A man who was convicted 10 years ago in Leavenworth of rape stemming from the sexual abuse of a child is arguing that evidence that was not introduced during his trial will help prove he is innocent.

A man who was convicted 10 years ago in Leavenworth of rape stemming from the sexual abuse of a child is arguing that evidence that was not introduced during his trial will help prove he is innocent.

Kevin D. Skaggs also is requesting that DNA evidence from his case be tested.

A hearing resulting from petitions filed by Skaggs took place Thursday in Leavenworth County District Court. Skaggs, who remains in the custody of the Kansas Department of Corrections, was not in court for the hearing. But he was represented by attorney Kevin Reardon.

Skaggs, 39, was convicted in 2007 of three counts of rape involving sex with a child younger than 14, one count of aggravated criminal sodomy, two counts of sexual exploitation of a child and one count of promoting obscenity to minors.

The crimes reportedly occurred in late 2004 and early 2005.

Skaggs was sentenced to 310 months, or 25 years and 10 months, in prison.

The conviction previously has been upheld by the Kansas Court of Appeals, according to court records.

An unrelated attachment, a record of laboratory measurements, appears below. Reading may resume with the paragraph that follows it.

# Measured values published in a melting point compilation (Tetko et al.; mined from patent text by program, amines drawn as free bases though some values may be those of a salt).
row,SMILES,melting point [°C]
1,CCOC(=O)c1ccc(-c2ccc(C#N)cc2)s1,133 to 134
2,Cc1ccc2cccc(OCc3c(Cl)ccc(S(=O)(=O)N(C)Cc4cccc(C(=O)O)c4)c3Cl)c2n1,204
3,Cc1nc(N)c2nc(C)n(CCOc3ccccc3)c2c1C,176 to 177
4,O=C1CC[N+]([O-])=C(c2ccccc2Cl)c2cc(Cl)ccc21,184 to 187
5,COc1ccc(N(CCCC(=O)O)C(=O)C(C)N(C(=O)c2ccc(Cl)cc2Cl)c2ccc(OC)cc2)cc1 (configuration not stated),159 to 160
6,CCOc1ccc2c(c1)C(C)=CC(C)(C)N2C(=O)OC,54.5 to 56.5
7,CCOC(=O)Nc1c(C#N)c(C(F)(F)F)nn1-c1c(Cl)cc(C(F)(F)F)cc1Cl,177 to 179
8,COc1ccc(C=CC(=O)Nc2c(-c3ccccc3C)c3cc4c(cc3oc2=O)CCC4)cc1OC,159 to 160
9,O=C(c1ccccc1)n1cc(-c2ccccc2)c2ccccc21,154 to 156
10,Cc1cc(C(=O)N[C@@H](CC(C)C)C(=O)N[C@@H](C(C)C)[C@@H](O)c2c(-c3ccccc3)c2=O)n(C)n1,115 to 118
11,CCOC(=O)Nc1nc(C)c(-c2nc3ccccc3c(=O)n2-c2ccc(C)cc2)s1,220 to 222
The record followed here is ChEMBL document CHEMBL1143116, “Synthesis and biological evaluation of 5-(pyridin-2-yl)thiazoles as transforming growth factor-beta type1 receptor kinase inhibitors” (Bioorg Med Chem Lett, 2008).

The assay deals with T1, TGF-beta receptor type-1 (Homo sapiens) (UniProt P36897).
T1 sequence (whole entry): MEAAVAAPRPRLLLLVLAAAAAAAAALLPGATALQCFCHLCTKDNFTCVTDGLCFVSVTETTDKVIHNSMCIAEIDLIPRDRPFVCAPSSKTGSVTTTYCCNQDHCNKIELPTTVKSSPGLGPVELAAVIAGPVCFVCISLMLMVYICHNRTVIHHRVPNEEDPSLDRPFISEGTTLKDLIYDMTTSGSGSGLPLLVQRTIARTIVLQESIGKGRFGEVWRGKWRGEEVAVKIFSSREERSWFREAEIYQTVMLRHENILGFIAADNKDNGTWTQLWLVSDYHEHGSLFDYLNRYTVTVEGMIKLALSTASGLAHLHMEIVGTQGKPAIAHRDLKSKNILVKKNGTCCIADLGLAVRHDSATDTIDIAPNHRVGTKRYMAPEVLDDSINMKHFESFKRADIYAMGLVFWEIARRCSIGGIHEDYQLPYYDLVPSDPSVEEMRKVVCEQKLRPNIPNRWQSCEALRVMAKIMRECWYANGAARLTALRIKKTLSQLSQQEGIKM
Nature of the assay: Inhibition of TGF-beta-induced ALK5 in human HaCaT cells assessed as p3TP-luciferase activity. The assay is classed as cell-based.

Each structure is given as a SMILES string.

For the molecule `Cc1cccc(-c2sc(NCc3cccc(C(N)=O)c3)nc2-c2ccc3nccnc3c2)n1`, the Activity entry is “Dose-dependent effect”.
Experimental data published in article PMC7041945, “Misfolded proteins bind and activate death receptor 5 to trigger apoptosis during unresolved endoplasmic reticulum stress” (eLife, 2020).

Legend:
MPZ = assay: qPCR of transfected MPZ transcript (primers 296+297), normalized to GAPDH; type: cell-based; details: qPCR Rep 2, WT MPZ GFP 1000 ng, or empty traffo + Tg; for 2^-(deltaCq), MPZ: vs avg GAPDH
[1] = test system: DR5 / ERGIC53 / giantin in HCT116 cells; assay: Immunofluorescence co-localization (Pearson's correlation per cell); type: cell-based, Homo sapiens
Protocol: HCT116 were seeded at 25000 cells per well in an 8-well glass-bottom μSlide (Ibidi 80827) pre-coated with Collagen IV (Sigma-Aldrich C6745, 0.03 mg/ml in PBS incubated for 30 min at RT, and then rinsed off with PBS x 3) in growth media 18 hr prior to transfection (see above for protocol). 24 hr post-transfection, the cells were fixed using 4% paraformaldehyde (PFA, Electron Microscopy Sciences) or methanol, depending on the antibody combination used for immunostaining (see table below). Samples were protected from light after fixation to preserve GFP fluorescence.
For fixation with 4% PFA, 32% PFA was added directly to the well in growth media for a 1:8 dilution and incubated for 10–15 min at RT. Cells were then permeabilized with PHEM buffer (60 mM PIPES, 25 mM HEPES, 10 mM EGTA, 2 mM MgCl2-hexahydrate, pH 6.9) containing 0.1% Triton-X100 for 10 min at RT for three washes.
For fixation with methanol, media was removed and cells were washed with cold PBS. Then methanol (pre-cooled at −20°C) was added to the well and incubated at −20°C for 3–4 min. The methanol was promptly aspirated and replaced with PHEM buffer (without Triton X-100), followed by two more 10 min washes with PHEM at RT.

In a petition filed last year, Skaggs argued that evidence related to a second examination of the victim would have been favorable to his defense. He has accused the prosecution of suppressing the evidence.

In court Thursday, Reardon said he planned to file a motion seeking a court order to waive requirements Children's Mercy Hospital, Kansas City, Missouri, would have under the Health Insurance Portability and Accountability Act regarding medical records.

Reardon said the records being sought are related to examinations of the victim.

“Apparently those were not part of the trial,” he said.

District Court Judge Gunnar Sundby scheduled a hearing on the motion for April 12.

Sundby said Skaggs does not have to be present for the hearing. The judge said he will not prepare an order for Skaggs to be transported from prison for the hearing.

“This is simply a legal argument,” Sundby said.

Skaggs also is seeking DNA testing in order to offer evidence that he argues was not technology available at the time of his trial.

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